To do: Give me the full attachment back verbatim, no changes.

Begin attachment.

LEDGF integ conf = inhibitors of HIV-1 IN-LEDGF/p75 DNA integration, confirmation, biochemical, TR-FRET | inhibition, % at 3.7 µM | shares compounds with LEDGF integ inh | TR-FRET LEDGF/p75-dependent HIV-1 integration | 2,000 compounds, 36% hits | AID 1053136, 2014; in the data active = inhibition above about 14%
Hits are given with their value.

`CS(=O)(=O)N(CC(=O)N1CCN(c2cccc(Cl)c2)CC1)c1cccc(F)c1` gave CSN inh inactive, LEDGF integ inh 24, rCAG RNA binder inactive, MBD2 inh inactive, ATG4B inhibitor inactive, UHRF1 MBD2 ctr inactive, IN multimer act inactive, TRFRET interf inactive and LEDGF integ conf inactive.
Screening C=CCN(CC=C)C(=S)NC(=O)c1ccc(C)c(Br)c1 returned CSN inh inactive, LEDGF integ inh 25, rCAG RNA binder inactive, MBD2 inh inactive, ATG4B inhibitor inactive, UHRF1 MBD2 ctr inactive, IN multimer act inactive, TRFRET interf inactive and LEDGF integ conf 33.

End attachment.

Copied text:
LEDGF integ conf = inhibitors of HIV-1 IN-LEDGF/p75 DNA integration, confirmation, biochemical, TR-FRET | inhibition, % at 3.7 µM | shares compounds with LEDGF integ inh | TR-FRET LEDGF/p75-dependent HIV-1 integration | 2,000 compounds, 36% hits | AID 1053136, 2014; in the data active = inhibition above about 14%
Hits are given with their value.

`CS(=O)(=O)N(CC(=O)N1CCN(c2cccc(Cl)c2)CC1)c1cccc(F)c1` gave CSN inh inactive, LEDGF integ inh 24, rCAG RNA binder inactive, MBD2 inh inactive, ATG4B inhibitor inactive, UHRF1 MBD2 ctr inactive, IN multimer act inactive, TRFRET interf inactive and LEDGF integ conf inactive.
Screening C=CCN(CC=C)C(=S)NC(=O)c1ccc(C)c(Br)c1 returned CSN inh inactive, LEDGF integ inh 25, rCAG RNA binder inactive, MBD2 inh inactive, ATG4B inhibitor inactive, UHRF1 MBD2 ctr inactive, IN multimer act inactive, TRFRET interf inactive and LEDGF integ conf 33.